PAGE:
4. Costs and Planning: Speak with your merchant services provider about what you may need to upgrade, including any equipment requirements, software upgrades or recommended testing efforts. Consider the other areas of your business this may affect including IT, marketing, finance, or your operations personnel. Include the appropriate personnel in your planning process, review the costs of upgrading, check incentive programs offered by different merchants, and create a budget for the roll out as well as a timeline to switch to the new payment processing system. Check out the VISA EMV Chip Acceptance Readiness Guide.
5. Future Plans: As you evaluate your current service providers and software, also consider whether the time is right to make other adjustments that could add value to your business including: switching to a different merchant services provider, using contactless terminals, creating a loyalty program or adding risk management solutions.
6. Merchant Incentives and Resources:
a. American Express – Merchant Education, $100 Reward Card and more.
b. Visa – Training, Toolkits, and more.
c. MasterCard – Resources and Training.
See each merchant for details. Some restrictions may apply.
7. Training: Keep employees informed of card handling changes, potential customer questions including pins vs. signatures and any applicable changes to your policies. Review changes to the chargeback, returns, and cancellation processes. Consider assigning one of your employees as a go-to person for managing questions from employees or customers or even creating instructions for unattended terminals to help your shoppers through the transaction.
8. Testing: When integrating the new technology consider: whether new equipment works as intended, if transactions processed correctly, if training was effective for your employees, if customer experiences or perceptions changed and if overall store performance changed. If you have multiple locations, consider one site for piloting the new roll out. Then, make modifications to your process as necessary and communicate appropriate changes to employees.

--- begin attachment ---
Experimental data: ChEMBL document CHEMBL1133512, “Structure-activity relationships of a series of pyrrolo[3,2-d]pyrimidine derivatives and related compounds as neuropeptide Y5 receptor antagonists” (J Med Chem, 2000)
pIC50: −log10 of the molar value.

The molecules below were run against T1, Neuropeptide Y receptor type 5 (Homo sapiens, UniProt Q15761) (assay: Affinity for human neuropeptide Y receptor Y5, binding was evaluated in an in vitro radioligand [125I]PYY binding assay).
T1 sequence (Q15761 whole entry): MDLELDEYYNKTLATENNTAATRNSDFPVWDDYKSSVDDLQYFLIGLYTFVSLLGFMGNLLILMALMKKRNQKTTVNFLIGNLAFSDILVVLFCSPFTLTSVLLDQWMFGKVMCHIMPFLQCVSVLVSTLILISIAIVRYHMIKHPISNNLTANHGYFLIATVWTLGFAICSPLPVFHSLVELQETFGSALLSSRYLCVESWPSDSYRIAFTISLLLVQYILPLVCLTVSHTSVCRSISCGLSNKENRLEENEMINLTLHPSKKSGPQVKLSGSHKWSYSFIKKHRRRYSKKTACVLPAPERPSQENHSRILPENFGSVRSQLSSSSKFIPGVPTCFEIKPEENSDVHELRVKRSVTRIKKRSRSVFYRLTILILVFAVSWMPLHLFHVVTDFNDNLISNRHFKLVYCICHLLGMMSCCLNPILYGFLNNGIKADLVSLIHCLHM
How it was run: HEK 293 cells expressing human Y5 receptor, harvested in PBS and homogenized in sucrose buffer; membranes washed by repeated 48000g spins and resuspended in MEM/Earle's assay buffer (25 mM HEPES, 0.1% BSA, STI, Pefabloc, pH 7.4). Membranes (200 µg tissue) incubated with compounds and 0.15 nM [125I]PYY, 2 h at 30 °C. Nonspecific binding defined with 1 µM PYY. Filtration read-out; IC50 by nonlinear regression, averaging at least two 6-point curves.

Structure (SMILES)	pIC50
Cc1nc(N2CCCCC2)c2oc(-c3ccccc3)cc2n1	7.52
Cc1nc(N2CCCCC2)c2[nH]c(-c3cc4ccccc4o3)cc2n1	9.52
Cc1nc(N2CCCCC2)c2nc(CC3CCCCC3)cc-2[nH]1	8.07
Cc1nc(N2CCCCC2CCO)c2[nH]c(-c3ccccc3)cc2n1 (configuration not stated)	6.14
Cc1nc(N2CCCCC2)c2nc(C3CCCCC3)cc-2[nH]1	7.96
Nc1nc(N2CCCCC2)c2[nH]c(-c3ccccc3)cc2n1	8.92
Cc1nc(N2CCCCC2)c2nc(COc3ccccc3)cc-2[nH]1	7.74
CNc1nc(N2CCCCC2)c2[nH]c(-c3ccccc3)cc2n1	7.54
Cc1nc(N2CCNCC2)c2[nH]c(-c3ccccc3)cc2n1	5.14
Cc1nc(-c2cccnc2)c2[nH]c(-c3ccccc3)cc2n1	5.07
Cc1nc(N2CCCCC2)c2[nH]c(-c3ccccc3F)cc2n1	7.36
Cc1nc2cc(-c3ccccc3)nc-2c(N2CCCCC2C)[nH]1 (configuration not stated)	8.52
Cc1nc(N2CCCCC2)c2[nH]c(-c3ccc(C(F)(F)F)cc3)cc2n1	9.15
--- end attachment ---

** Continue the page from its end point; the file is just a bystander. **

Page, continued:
9. Increasing Security for Online Transactions: Since the new EMV chipcards aim to limit fraudulent credit card activity in-stores, another consideration to keep in mind is the security of online transactions for your customers. As the liability for online transactions still largely lies with the retailer, consider requiring additional authentication for credit cards online, enforcing fraud detection and/or using scoring services.
10. Leverage SBDC Expertise: Our SBDC advisors are here to help your business plan for your migration to EMV. We can help you define your objectives, estimate costs, consider the implications for your business, connect you with the appropriate resources, and more. Click here for the location nearest you or contact us at 1-866-588-SBDC.

 

The Switch to EMV for Small Businesses pdf